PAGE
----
I refuse to #f*ckcancer
Don’t get me wrong childhood cancer sucks an untold hell but I refuse to #f*ckcancer and here’s why.
#f*ckcancer is what I so often seen used when someone doesn’t know what to say. It’s well intentioned but it doesn’t help, and sometimes when a person is truly suffering at the hands of cancer it can feel like a dismissal.
F*ck you is the last retort
F*ck you is what you say when you have no come back, are powerless, paralysed, spent and can’t think of a f*cking single solution, just angry reply. F*ck you is what you throw away when you’re done. When you’re throwing your hands up in surrender.
Cancer can f*ck me.
I refuse to rest, I refuse to throw my hands up at him and give in. I will rage at him and every single time that f*cker throws me and mine to the ground I will get up, wipe away my tears, dust myself off and do something because surrender to this f*cker is not an option.
There is always something that you can do without throwing your hands and a hashtag in the air. Some ideas cost money, some ideas cost time, all of the ideas cost effort and require you to show up.
Below are two support structures: Support the child, support the family
Support the Child
When a child or teen with cancer is isolated at home or in hospital they are not necessarily (quite often not) isolated from visitors who are well. ASK if it’s OK to visit a sick child and actually do it as often as you can.
Sometimes the look of a child undergoing cancer treatment can be confronting. Rather than protecting yourself or your child from being uncomfortable seeing a friend sick try to approach the visit as a way to teach yourself or your child about difficulty and how to support that. Teach yourself or your child that being brave isn’t about NOT being afraid or challenged or uncomfortable; being brave is feeling all of those things and doing it anyway.
If you feel awkward visiting here are some ideas:
Make something ‘your thing’.
colouring or craft with a child
tutor a teen in maths or science or something else you’re clever at
Read Harry Potter every time you’re there.
Watch a movie with them.
If you have a thing that is ‘your thing’ it makes visiting a delight for both you and the child.
If a child or teen with cancer is too sick for visitors, Facetime, send them texts and videos. STAY IN TOUCH. Social isolation as hard for some kids than some of their treatments.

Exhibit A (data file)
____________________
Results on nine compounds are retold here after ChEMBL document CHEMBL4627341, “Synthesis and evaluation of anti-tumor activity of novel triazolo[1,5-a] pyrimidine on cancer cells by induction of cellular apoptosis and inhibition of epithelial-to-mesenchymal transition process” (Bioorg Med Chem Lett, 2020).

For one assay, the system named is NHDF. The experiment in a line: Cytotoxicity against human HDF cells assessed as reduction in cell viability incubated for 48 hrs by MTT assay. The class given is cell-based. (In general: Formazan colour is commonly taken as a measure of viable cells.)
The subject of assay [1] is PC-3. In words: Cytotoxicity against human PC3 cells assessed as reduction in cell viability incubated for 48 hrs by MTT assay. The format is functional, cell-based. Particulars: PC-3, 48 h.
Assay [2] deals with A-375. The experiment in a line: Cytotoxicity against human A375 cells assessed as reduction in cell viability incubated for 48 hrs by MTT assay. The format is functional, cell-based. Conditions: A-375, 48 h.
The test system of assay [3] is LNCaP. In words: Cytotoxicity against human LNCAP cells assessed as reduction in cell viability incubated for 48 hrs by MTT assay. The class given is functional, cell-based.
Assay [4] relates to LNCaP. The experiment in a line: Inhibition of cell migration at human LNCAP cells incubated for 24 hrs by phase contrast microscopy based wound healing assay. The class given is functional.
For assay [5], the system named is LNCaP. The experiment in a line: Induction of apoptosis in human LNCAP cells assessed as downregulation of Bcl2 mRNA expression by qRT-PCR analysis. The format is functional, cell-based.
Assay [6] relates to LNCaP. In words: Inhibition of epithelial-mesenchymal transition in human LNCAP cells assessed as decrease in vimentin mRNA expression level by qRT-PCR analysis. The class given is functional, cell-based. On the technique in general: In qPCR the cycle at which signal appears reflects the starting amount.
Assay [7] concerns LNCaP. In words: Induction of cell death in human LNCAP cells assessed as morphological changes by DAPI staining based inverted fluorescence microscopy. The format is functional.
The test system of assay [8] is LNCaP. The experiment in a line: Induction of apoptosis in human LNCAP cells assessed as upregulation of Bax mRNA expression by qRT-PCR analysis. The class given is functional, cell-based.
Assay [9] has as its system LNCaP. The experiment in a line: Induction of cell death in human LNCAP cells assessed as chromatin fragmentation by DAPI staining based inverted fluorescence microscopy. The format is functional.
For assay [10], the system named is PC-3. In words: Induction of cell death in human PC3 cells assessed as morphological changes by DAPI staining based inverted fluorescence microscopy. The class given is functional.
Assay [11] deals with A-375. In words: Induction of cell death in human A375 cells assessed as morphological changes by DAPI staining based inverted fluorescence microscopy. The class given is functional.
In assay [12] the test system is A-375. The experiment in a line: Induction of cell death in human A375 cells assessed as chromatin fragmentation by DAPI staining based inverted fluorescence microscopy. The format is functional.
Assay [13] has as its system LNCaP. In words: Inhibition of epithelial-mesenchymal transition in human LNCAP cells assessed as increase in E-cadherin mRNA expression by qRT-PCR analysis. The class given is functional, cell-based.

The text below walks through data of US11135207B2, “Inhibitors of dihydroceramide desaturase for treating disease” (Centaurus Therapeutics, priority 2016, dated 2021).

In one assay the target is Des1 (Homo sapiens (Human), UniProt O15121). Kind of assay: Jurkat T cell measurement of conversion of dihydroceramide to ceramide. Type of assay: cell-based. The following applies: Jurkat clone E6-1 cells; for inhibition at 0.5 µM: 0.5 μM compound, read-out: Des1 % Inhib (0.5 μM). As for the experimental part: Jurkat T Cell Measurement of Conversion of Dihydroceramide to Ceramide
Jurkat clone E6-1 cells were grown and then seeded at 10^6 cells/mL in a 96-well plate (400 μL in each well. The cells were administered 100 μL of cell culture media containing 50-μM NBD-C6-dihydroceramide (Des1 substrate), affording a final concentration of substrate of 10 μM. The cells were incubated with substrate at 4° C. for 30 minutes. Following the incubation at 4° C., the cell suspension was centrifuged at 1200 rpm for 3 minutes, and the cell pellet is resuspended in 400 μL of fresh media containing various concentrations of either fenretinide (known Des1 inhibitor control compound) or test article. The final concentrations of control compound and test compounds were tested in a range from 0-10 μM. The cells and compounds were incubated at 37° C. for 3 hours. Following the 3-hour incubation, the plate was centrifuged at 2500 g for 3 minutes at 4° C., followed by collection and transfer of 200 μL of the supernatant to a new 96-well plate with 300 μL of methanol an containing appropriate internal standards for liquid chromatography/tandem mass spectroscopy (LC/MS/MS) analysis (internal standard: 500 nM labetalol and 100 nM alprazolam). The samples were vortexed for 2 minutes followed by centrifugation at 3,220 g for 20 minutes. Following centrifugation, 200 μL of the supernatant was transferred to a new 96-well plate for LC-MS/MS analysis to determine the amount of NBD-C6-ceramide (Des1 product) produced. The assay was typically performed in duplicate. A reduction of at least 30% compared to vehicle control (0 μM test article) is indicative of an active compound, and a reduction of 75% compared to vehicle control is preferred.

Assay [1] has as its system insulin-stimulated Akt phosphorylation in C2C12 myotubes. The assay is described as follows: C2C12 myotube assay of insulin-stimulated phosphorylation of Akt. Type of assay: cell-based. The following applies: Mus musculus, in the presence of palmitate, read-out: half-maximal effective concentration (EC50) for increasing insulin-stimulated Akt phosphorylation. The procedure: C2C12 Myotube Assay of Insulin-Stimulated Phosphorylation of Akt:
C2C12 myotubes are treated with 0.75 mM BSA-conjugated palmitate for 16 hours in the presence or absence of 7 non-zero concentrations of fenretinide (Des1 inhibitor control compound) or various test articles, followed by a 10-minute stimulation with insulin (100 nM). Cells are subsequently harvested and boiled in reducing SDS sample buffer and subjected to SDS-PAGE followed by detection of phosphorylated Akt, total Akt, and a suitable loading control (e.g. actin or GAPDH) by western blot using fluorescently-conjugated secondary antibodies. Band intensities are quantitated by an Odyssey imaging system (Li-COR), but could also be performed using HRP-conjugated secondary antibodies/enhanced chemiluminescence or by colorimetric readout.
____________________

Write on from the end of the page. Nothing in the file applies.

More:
Support for the Family
Visit. Show up. Physically be in the room as often as you can. Text and phone calls are nice but if you’re not too far away to show up, then please do – be in the room. It can be long visit or a quick chat at the front door and a ‘Can’t stay but wanted to drop in super quick and see your face and give you this coffee / chocolate/ wine / salad / hug.
Ninja help – mow a lawn, wash a car, do some laundry, clean the kitchen, pay a bill – Figure out how you want to help and just do it without too much fanfare or expectation of a thank you – the brain of a parent with a sick child is an addled, often forgetful one. At times it can be hard for us to think further than the feelings of our immediate family. It will be appreciated, it will feel like a small weight has been lifted even if it’s not acknowledged.
Make a standing promise to pick up and drop off their well children to school / extra-curricular activities every week on the same day so they can take that day off their worry list.
Say hello to their well children EVERY time you see them with a big smile so that child feels seen. Cancer can be a pretty overbearing sibling and often treatment is as hard on the well child as the sick one. You don’t have to ask how their brother or sister is each time you see them – make your hello about them.
Be patient – it takes time for a newly diagnosed family to find their way back to a workable version of normal, there’s a lot of anger and grief and pain to get past before we can have a workable friendship again.
Classics – cook meals, prepacked school lunches, bring wine, and bring chocolate.
The moral of my soap box
The moral is that clicking like and share and compassionate comments collectively do provide support. They’re important for awareness and to cut through our isolation; we do need them and we do thank you. Did you feel there was a but coming?
If you want to do good deeds and make a significant difference in the life of a child with cancer it will take more time and effort than a hashtag and quite likely some confronting moments if you’re directly supporting a child or family.
The reward will be the opening of your life to great meaning and beauty. Standing aside a family fighting for a life in even in just the smallest way can make the most remarkable difference to both of your lives.